Two senior German lawmakers have lambasted Berlin's recent U-turn on a proposed European visa accord with Moscow.
The decision to allow government officials visa-free entry to EU countries gives unfair advantages to bureaucrats over civil society, Marieluise Beck and Volker Beck of the Green Party said in a statement that was e-mailed late Tuesday.
"The [German] government's message is to give privileges to the nomenklatura while the people must continue to stand in line," they said, adding that it would be better to abolish visas altogether.
The German foreign ministry said last week that it had asked Brussels to accept Moscow's demand to lift visa restrictions for government officials, prompting EU negotiators to say a visa facilitation deal with Moscow could be signed soon.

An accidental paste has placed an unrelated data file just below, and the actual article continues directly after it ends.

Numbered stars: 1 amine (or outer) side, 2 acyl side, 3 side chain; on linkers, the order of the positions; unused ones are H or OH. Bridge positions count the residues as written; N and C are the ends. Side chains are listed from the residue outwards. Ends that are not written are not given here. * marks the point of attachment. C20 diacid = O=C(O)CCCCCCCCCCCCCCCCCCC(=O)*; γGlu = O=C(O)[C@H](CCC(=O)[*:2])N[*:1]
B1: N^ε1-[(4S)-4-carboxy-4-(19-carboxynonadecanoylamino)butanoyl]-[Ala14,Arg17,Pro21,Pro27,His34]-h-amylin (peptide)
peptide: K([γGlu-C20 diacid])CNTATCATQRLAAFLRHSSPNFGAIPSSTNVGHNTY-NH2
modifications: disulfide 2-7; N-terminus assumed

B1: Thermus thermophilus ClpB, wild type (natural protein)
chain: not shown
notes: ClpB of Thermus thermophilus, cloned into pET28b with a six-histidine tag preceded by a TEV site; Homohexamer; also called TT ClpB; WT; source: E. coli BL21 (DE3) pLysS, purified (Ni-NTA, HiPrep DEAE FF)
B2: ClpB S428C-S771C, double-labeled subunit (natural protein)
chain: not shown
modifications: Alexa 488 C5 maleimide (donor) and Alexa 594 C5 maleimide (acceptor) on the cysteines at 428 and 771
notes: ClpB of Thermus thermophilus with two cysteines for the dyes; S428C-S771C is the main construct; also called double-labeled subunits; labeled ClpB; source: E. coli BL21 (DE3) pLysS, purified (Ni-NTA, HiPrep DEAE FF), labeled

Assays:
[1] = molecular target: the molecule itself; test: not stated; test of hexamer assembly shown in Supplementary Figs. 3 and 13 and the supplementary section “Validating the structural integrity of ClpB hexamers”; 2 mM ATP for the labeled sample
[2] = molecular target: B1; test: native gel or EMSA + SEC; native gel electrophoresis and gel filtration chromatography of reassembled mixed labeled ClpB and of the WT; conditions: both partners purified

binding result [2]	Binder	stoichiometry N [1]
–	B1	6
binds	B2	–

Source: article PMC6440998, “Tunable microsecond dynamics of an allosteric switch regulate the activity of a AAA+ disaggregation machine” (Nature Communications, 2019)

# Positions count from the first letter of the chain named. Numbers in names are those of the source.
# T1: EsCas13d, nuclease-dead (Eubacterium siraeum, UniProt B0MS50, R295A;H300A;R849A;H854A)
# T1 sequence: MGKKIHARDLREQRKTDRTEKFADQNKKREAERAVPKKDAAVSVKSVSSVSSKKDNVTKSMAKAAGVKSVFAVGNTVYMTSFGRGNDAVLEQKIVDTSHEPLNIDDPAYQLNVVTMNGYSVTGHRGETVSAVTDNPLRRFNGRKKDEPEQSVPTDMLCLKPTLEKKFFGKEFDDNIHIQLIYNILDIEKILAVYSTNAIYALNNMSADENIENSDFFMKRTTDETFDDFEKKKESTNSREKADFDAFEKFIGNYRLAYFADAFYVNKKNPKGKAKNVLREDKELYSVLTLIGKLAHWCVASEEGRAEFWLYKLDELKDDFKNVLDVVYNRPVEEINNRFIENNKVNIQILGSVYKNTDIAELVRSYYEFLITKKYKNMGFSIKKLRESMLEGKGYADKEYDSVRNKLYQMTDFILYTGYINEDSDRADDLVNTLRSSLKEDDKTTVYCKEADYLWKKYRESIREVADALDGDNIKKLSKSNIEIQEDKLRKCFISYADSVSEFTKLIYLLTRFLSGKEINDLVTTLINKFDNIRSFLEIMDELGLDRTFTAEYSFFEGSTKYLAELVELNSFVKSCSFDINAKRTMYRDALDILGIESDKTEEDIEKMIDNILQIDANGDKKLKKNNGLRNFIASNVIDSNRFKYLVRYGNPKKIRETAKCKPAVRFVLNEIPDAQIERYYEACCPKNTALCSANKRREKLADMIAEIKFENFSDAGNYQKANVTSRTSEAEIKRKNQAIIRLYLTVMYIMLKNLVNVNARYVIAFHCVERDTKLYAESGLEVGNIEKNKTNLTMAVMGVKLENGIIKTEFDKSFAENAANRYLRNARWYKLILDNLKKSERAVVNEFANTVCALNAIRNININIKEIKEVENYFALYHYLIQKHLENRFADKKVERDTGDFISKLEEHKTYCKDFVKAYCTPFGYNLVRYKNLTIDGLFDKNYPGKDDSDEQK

The deal would make it easier for certain professions like businessmen, NGO workers and journalists to obtain long-term multiple-entry visitor visas. It had been held up since October 2011 after Moscow demanded that it should include a visa waiver for holders of so-called official passports. EU officials first refused to meet this, citing security fears because such passports are given also to soldiers and state corporation employees.
Now both sides agreed to limit the visa waiver to biometric passports. Anvar Azimov, the Russian Foreign Ministry official in charge of visa policy, said Tuesday that this would reduce the numbers of entitled holders from 120,000 to "a maximum of 15,000," Interfax reported.